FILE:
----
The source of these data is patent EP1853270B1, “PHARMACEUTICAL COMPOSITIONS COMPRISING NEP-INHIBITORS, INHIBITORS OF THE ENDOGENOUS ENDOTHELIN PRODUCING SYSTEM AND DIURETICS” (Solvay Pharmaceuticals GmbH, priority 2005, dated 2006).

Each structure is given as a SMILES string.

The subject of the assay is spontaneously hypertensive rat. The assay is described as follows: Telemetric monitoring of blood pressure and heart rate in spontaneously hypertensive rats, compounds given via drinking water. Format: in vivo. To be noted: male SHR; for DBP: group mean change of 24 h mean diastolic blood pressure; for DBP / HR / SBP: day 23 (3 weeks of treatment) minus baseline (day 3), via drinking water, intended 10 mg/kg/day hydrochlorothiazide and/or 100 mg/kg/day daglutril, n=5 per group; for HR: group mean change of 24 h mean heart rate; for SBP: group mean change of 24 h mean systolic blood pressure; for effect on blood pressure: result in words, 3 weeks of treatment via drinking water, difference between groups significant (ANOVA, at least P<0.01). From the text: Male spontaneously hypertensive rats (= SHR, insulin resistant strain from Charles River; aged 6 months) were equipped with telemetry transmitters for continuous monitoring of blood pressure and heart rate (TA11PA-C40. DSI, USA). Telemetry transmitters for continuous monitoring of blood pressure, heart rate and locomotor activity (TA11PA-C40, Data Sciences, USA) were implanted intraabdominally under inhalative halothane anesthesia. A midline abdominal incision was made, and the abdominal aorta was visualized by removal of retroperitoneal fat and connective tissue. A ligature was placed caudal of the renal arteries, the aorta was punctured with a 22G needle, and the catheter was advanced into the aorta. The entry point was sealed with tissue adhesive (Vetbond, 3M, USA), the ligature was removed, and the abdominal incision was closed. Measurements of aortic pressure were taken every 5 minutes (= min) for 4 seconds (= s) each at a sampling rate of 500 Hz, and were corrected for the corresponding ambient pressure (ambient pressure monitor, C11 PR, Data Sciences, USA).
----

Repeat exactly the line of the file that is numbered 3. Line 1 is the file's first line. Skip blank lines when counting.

The subject of the assay is spontaneously hypertensive rat. The assay is described as follows: Telemetric monitoring of blood pressure and heart rate in spontaneously hypertensive rats, compounds given via drinking water. Format: in vivo. To be noted: male SHR; for DBP: group mean change of 24 h mean diastolic blood pressure; for DBP / HR / SBP: day 23 (3 weeks of treatment) minus baseline (day 3), via drinking water, intended 10 mg/kg/day hydrochlorothiazide and/or 100 mg/kg/day daglutril, n=5 per group; for HR: group mean change of 24 h mean heart rate; for SBP: group mean change of 24 h mean systolic blood pressure; for effect on blood pressure: result in words, 3 weeks of treatment via drinking water, difference between groups significant (ANOVA, at least P<0.01). From the text: Male spontaneously hypertensive rats (= SHR, insulin resistant strain from Charles River; aged 6 months) were equipped with telemetry transmitters for continuous monitoring of blood pressure and heart rate (TA11PA-C40. DSI, USA). Telemetry transmitters for continuous monitoring of blood pressure, heart rate and locomotor activity (TA11PA-C40, Data Sciences, USA) were implanted intraabdominally under inhalative halothane anesthesia. A midline abdominal incision was made, and the abdominal aorta was visualized by removal of retroperitoneal fat and connective tissue. A ligature was placed caudal of the renal arteries, the aorta was punctured with a 22G needle, and the catheter was advanced into the aorta. The entry point was sealed with tissue adhesive (Vetbond, 3M, USA), the ligature was removed, and the abdominal incision was closed. Measurements of aortic pressure were taken every 5 minutes (= min) for 4 seconds (= s) each at a sampling rate of 500 Hz, and were corrected for the corresponding ambient pressure (ambient pressure monitor, C11 PR, Data Sciences, USA).